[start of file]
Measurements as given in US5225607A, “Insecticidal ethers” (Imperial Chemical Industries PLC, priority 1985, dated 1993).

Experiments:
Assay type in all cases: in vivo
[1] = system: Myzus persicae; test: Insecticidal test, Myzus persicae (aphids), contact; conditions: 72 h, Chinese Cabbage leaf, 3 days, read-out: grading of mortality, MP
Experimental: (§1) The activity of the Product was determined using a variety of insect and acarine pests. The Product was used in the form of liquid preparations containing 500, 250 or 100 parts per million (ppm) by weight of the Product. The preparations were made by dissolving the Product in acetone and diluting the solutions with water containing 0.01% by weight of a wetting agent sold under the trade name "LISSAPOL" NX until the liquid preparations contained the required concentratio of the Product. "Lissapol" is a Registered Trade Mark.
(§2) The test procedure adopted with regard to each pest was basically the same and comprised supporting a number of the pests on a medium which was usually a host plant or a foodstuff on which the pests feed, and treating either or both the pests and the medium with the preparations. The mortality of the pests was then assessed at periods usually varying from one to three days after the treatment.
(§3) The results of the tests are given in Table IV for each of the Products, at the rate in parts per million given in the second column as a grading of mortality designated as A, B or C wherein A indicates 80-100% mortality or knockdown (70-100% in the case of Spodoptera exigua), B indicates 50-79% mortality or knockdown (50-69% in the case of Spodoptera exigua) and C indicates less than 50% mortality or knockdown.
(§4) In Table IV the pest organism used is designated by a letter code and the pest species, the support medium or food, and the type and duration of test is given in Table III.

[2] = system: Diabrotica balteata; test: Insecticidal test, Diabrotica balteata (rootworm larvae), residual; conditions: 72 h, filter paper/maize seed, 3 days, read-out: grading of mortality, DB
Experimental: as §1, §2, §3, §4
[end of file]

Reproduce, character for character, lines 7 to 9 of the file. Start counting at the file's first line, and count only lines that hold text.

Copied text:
(§3) The results of the tests are given in Table IV for each of the Products, at the rate in parts per million given in the second column as a grading of mortality designated as A, B or C wherein A indicates 80-100% mortality or knockdown (70-100% in the case of Spodoptera exigua), B indicates 50-79% mortality or knockdown (50-69% in the case of Spodoptera exigua) and C indicates less than 50% mortality or knockdown.
(§4) In Table IV the pest organism used is designated by a letter code and the pest species, the support medium or food, and the type and duration of test is given in Table III.

[2] = system: Diabrotica balteata; test: Insecticidal test, Diabrotica balteata (rootworm larvae), residual; conditions: 72 h, filter paper/maize seed, 3 days, read-out: grading of mortality, DB